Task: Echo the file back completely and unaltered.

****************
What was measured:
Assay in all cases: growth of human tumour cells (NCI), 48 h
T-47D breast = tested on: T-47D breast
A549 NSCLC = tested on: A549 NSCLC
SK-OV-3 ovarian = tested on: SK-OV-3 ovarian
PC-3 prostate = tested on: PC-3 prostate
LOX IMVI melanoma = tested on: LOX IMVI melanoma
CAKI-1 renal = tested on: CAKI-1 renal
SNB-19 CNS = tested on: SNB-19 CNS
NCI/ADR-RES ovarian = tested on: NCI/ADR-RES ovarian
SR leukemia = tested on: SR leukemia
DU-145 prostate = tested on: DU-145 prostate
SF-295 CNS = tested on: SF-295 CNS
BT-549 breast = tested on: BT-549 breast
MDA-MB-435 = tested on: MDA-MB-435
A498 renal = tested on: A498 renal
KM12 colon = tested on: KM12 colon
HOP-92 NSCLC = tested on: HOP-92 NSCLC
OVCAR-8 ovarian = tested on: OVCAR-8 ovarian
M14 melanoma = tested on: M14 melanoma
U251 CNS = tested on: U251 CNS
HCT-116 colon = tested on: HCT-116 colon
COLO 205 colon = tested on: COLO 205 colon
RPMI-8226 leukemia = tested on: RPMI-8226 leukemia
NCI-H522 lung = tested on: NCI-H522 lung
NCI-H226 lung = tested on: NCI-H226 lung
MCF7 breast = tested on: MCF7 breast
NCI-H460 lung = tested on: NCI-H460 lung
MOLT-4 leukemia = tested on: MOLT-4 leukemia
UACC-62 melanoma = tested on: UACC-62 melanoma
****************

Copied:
What was measured:
Assay in all cases: growth of human tumour cells (NCI), 48 h
T-47D breast = tested on: T-47D breast
A549 NSCLC = tested on: A549 NSCLC
SK-OV-3 ovarian = tested on: SK-OV-3 ovarian
PC-3 prostate = tested on: PC-3 prostate
LOX IMVI melanoma = tested on: LOX IMVI melanoma
CAKI-1 renal = tested on: CAKI-1 renal
SNB-19 CNS = tested on: SNB-19 CNS
NCI/ADR-RES ovarian = tested on: NCI/ADR-RES ovarian
SR leukemia = tested on: SR leukemia
DU-145 prostate = tested on: DU-145 prostate
SF-295 CNS = tested on: SF-295 CNS
BT-549 breast = tested on: BT-549 breast
MDA-MB-435 = tested on: MDA-MB-435
A498 renal = tested on: A498 renal
KM12 colon = tested on: KM12 colon
HOP-92 NSCLC = tested on: HOP-92 NSCLC
OVCAR-8 ovarian = tested on: OVCAR-8 ovarian
M14 melanoma = tested on: M14 melanoma
U251 CNS = tested on: U251 CNS
HCT-116 colon = tested on: HCT-116 colon
COLO 205 colon = tested on: COLO 205 colon
RPMI-8226 leukemia = tested on: RPMI-8226 leukemia
NCI-H522 lung = tested on: NCI-H522 lung
NCI-H226 lung = tested on: NCI-H226 lung
MCF7 breast = tested on: MCF7 breast
NCI-H460 lung = tested on: NCI-H460 lung
MOLT-4 leukemia = tested on: MOLT-4 leukemia
UACC-62 melanoma = tested on: UACC-62 melanoma